Many window makers have traditionally used standard impact-resistant laminated glass to reduce noise because the laminatepolyvinyl butyral (PVB) interlayer has a different density from the glass, breaking up the sound. A standard insulated window with one layer of laminated glass would have an STC of around 32 to 35, a significant improvement from a standard insulated window with an STC of about 29 or less.
Because the laminated layer requires an extra pane of glass, however, the sash is heavier, so the manufacturer must design the window with the proper hardware and operating capacity to handle the weight. And, depending on the product, laminated windows normally cost 10 percent to 50 percent more than their standard counterparts, though laminated windows without an impact rating are less expensive than impact-rated products.
Adding a storm panel or an additional monolithic pane to the window can help achieve STC ratings of 39 or higher. Sound needs air to move, so the 1/2; inches to 3 inches of dead air space between the primary and secondary window causes the noise to die, says Loren Sloane, director of product marketing for Atrium. The secondary window can change the aesthetics or operation of the unit, however, and can add to the total cost.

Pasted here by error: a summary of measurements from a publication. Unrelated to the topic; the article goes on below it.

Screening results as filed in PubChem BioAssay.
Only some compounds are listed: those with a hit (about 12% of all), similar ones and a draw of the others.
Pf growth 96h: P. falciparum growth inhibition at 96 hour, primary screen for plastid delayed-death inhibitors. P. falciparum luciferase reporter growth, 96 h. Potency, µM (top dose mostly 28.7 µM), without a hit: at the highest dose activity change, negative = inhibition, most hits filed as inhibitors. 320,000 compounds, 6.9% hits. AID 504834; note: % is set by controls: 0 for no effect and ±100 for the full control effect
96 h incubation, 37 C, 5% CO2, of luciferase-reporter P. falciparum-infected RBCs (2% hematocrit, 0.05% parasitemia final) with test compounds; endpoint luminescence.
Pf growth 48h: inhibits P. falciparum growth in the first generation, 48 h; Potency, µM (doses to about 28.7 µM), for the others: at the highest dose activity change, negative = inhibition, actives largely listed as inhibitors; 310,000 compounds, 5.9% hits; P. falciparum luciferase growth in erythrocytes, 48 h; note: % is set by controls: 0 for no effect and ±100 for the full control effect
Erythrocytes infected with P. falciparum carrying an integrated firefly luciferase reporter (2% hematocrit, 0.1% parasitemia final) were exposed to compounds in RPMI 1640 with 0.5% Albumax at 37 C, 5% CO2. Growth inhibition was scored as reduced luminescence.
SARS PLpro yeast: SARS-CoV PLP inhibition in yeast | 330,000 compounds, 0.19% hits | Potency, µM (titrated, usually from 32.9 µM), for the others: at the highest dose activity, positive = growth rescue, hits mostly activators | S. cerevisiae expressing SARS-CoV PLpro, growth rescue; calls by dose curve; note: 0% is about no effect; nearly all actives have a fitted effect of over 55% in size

To address the challenges of existing sound abatement technologies, manufacturers are finding new techniques to block noise. Offset or dissimilar glass is a popular way to reduce sound transmission at a lower cost than laminated glass or storm panels. Many sound-control windows use different thicknesses and densities of material within an insulated glass unit, according to Sloane. “As the sound wave travels through the different types of materials, it’s broken into different frequencies,” he explains.
Because panes of different thickness break up sound better, windows with dissimilar glass can achieve STC ratings of 30 to 34 without laminate, and with a price premium as little as 3 percent to 20 percent. The technique also can be combined with other technologies to further improve the window’s sound abatement.
“A lot of times we’re more apt to offer different thicknesses of glass because it really isn’t that much more money,” says David Doremus, sales manager for Baltimore’s BGE Home.